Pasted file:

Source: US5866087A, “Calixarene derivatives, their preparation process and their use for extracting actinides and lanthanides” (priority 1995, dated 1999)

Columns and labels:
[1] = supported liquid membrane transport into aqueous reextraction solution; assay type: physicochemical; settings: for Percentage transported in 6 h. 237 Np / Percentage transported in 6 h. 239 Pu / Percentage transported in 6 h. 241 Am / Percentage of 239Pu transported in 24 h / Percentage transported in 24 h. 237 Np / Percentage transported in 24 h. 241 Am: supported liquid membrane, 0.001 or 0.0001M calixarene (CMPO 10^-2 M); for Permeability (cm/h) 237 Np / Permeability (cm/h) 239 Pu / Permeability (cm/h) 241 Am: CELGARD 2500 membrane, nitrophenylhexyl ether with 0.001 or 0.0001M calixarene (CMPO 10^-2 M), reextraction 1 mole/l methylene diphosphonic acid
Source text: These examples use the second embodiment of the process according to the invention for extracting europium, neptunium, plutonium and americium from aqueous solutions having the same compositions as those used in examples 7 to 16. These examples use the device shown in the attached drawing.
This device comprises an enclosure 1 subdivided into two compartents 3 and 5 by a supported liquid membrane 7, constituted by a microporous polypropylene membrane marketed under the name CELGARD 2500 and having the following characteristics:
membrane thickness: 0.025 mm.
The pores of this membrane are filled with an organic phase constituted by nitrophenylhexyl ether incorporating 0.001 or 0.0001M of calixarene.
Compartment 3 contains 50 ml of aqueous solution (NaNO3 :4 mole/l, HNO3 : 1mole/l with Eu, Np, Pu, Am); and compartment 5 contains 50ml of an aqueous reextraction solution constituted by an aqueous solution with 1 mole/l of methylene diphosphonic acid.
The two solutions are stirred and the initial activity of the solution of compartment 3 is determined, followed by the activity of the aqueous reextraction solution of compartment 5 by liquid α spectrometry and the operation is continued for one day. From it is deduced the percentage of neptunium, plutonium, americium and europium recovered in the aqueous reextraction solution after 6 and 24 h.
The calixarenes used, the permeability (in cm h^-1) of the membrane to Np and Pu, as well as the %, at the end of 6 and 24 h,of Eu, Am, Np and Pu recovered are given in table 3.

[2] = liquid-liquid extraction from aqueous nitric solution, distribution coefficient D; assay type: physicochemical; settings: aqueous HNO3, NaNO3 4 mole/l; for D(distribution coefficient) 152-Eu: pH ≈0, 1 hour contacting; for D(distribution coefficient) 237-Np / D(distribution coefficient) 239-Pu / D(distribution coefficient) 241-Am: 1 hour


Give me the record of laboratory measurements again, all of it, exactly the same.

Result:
Source: US5866087A, “Calixarene derivatives, their preparation process and their use for extracting actinides and lanthanides” (priority 1995, dated 1999)

Columns and labels:
[1] = supported liquid membrane transport into aqueous reextraction solution; assay type: physicochemical; settings: for Percentage transported in 6 h. 237 Np / Percentage transported in 6 h. 239 Pu / Percentage transported in 6 h. 241 Am / Percentage of 239Pu transported in 24 h / Percentage transported in 24 h. 237 Np / Percentage transported in 24 h. 241 Am: supported liquid membrane, 0.001 or 0.0001M calixarene (CMPO 10^-2 M); for Permeability (cm/h) 237 Np / Permeability (cm/h) 239 Pu / Permeability (cm/h) 241 Am: CELGARD 2500 membrane, nitrophenylhexyl ether with 0.001 or 0.0001M calixarene (CMPO 10^-2 M), reextraction 1 mole/l methylene diphosphonic acid
Source text: These examples use the second embodiment of the process according to the invention for extracting europium, neptunium, plutonium and americium from aqueous solutions having the same compositions as those used in examples 7 to 16. These examples use the device shown in the attached drawing.
This device comprises an enclosure 1 subdivided into two compartents 3 and 5 by a supported liquid membrane 7, constituted by a microporous polypropylene membrane marketed under the name CELGARD 2500 and having the following characteristics:
membrane thickness: 0.025 mm.
The pores of this membrane are filled with an organic phase constituted by nitrophenylhexyl ether incorporating 0.001 or 0.0001M of calixarene.
Compartment 3 contains 50 ml of aqueous solution (NaNO3 :4 mole/l, HNO3 : 1mole/l with Eu, Np, Pu, Am); and compartment 5 contains 50ml of an aqueous reextraction solution constituted by an aqueous solution with 1 mole/l of methylene diphosphonic acid.
The two solutions are stirred and the initial activity of the solution of compartment 3 is determined, followed by the activity of the aqueous reextraction solution of compartment 5 by liquid α spectrometry and the operation is continued for one day. From it is deduced the percentage of neptunium, plutonium, americium and europium recovered in the aqueous reextraction solution after 6 and 24 h.
The calixarenes used, the permeability (in cm h^-1) of the membrane to Np and Pu, as well as the %, at the end of 6 and 24 h,of Eu, Am, Np and Pu recovered are given in table 3.

[2] = liquid-liquid extraction from aqueous nitric solution, distribution coefficient D; assay type: physicochemical; settings: aqueous HNO3, NaNO3 4 mole/l; for D(distribution coefficient) 152-Eu: pH ≈0, 1 hour contacting; for D(distribution coefficient) 237-Np / D(distribution coefficient) 239-Pu / D(distribution coefficient) 241-Am: 1 hour